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More bad news about the Pandemic Recession: Longer hours

Summary:
From Dean Baker We know that the economy is likely to get worse in the immediate future as the pandemic is spreading out of control in most parts of the country. However, the latest data on average weekly hours indicates we may be facing a longer-term issue that has not generally been anticipated. In a normal recession, we see both a loss of jobs and a reduction in hours for those who managed to keep their jobs. The shortening of hours is a better way for employers to deal with reduced demand for labor since it keeps workers attached to their jobs. (This is the argument for work-sharing as an alternative to unemployment.) However, in this recession, we are actually seeing some lengthening of the average workweek, not the usual shortening. The chart below compares the change in the

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from Dean Baker

We know that the economy is likely to get worse in the immediate future as the pandemic is spreading out of control in most parts of the country. However, the latest data on average weekly hours indicates we may be facing a longer-term issue that has not generally been anticipated.

In a normal recession, we see both a loss of jobs and a reduction in hours for those who managed to keep their jobs. The shortening of hours is a better way for employers to deal with reduced demand for labor since it keeps workers attached to their jobs. (This is the argument for work-sharing as an alternative to unemployment.) However, in this recession, we are actually seeing some lengthening of the average workweek, not the usual shortening.

The chart below compares the change in the average workweek from 2007 to 2009 and from 2019 to 2020. For 2020, I have used the most recent two months’ data (September and October) to just take the period where the economy was operating at a level somewhat close to normal.

More bad news about the Pandemic Recession: Longer hours

Source: Bureau of Labor Statistics and author’s calculations.

As can be seen, we see a very different picture in the pattern of work hours between the two recessions. The average workweek for all employees fell by 1.5 percent in the Great Recession. By contrast, it increased by 1.2 percent from 2019 to September and October of this year. Some of this was undoubtedly due to composition effects. In the Great Recession, like most recessions, construction and manufacturing were the hardest hit sectors. These sectors have longer average hours than most, so job loss in these sectors will automatically reduce the length of the average workweek.

To control for this, I have compared the change in average hours in the two recessions for production and non-supervisory workers in several major sectors. Starting with the overall average, the difference is even sharper. The drop in the Great Recession was 2.0 percent, compared to a 1.6 percent increase in the Pandemic Recession.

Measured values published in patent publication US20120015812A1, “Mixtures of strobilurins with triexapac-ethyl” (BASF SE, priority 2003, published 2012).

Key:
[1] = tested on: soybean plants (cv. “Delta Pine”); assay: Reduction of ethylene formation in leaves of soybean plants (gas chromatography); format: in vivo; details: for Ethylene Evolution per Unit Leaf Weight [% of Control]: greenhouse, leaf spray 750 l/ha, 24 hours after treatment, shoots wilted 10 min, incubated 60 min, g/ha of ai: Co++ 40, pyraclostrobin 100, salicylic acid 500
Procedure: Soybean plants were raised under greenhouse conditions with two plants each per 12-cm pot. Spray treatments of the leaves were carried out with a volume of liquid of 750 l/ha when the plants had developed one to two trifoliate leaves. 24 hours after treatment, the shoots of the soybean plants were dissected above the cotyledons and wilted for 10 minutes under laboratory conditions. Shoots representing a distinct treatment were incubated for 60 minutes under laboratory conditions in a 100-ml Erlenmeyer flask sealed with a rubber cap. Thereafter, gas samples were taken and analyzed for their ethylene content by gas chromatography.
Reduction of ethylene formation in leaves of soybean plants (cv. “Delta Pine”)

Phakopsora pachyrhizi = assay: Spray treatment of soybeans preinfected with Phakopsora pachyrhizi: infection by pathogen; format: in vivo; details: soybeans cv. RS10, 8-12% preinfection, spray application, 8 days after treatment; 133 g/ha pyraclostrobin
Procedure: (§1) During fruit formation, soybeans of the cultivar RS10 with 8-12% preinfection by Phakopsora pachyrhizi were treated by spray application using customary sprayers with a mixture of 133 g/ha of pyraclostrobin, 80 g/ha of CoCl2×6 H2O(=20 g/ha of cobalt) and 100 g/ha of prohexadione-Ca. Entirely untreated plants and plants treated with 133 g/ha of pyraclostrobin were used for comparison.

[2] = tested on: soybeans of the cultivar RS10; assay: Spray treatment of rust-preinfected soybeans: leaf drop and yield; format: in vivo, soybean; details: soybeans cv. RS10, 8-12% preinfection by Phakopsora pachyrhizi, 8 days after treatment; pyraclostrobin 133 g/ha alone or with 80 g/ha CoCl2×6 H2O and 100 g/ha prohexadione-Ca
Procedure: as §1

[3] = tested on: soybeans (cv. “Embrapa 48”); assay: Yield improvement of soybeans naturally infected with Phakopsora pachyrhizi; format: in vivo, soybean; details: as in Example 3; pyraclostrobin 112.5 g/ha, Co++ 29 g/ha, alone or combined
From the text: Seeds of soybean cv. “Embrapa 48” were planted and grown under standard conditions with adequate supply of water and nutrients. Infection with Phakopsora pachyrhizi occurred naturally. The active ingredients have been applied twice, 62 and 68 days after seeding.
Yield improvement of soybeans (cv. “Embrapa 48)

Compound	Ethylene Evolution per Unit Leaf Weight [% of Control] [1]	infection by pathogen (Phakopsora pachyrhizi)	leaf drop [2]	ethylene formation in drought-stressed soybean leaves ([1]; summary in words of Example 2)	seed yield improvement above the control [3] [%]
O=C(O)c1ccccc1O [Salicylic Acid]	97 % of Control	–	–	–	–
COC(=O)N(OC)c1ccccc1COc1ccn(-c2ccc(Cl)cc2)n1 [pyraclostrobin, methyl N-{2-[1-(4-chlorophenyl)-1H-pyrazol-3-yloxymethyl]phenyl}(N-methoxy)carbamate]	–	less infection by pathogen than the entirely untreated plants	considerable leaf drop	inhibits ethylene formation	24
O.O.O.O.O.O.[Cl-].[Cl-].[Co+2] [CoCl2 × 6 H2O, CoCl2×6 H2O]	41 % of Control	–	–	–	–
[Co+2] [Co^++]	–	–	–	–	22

Looking at major sectors, there was a drop in the length of the average workweek of 3.0 percent in manufacturing in the Great Recession compared to 1.0 percent in this recession. This may be explained largely by the fact that manufacturing was much harder hit in the Great Recession.

This explanation doesn’t fit for other sectors. Average hours fell by 1.1 percent in retail in the Great Recession, they rose by 2.2 percent in this recession. In the broad category of professional and business services, hours fell by 0.1 percent in the Great Recession, they have risen by 1.8 percent in this recession.

In education and health care, average hours fell by 1.0 percent in the Great Recession, they have risen by 1.9 percent in this recession. In the category leisure and hospitality, which includes hotels and restaurant workers, hours fell by 2.7 percent in the last recession, compared to a drop of just 0.2 percent in this recession. Hours in other services, which includes areas like laundry, gyms, and hair salons, fell by 1.4 percent in the Great Recession, they have risen by 1.9 percent in this recession.

The rise in hours during this recession is a really big deal because it accentuates the unemployment problem. To take the simple arithmetic, if the average workweek is 3 percent longer because of a change in employer behavior, with our pre-pandemic employment of roughly 150 million, that means 4.5 million fewer jobs given the same demand for labor. The real world will of course always be more complicated, but the basic story would apply. Longer hours means fewer jobs.

This is likely to matter not just for the immediate future when the pandemic limits employment in large areas of the economy, but also in the longer term, as we adjust to the work structures that have been permanently altered as a result of the recession. As I have written elsewhere, the increase in telecommuting is likely to be enduring, meaning that there will be many fewer jobs serving a smaller population of commuters.

One way of dealing with this reduction in employment opportunities is to have shorter work weeks/work years. Unfortunately, it seems we are now headed in the wrong direction.

Dean Baker
Dean Baker is a macroeconomist and codirector of the Center for Economic and Policy Research in Washington, DC. He previously worked as a senior economist at the Economic Policy Institute and an assistant professor at Bucknell University. He is a regular Truthout columnist and a member of Truthout's Board of Advisers.

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